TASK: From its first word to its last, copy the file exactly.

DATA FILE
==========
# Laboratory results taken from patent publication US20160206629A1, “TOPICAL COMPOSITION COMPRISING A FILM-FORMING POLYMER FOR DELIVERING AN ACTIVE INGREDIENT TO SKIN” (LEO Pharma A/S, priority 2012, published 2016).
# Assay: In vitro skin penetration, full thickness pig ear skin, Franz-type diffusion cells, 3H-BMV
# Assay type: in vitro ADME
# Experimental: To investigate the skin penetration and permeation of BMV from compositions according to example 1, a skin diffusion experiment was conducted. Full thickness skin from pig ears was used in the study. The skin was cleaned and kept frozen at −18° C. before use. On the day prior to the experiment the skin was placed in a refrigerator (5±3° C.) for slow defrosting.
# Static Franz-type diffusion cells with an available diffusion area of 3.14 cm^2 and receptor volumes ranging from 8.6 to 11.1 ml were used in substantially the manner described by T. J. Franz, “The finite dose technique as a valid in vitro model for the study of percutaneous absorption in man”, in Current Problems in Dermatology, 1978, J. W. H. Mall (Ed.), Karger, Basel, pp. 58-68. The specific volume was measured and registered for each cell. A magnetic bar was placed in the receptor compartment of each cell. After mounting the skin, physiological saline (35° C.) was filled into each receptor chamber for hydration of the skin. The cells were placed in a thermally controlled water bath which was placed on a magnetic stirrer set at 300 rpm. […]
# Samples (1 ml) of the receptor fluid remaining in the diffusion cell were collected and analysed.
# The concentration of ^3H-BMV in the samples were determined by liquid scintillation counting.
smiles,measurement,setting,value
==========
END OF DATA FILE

# Laboratory results taken from patent publication US20160206629A1, “TOPICAL COMPOSITION COMPRISING A FILM-FORMING POLYMER FOR DELIVERING AN ACTIVE INGREDIENT TO SKIN” (LEO Pharma A/S, priority 2012, published 2016).
# Assay: In vitro skin penetration, full thickness pig ear skin, Franz-type diffusion cells, 3H-BMV
# Assay type: in vitro ADME
# Experimental: To investigate the skin penetration and permeation of BMV from compositions according to example 1, a skin diffusion experiment was conducted. Full thickness skin from pig ears was used in the study. The skin was cleaned and kept frozen at −18° C. before use. On the day prior to the experiment the skin was placed in a refrigerator (5±3° C.) for slow defrosting.
# Static Franz-type diffusion cells with an available diffusion area of 3.14 cm^2 and receptor volumes ranging from 8.6 to 11.1 ml were used in substantially the manner described by T. J. Franz, “The finite dose technique as a valid in vitro model for the study of percutaneous absorption in man”, in Current Problems in Dermatology, 1978, J. W. H. Mall (Ed.), Karger, Basel, pp. 58-68. The specific volume was measured and registered for each cell. A magnetic bar was placed in the receptor compartment of each cell. After mounting the skin, physiological saline (35° C.) was filled into each receptor chamber for hydration of the skin. The cells were placed in a thermally controlled water bath which was placed on a magnetic stirrer set at 300 rpm. […]
# Samples (1 ml) of the receptor fluid remaining in the diffusion cell were collected and analysed.
# The concentration of ^3H-BMV in the samples were determined by liquid scintillation counting.
smiles,measurement,setting,value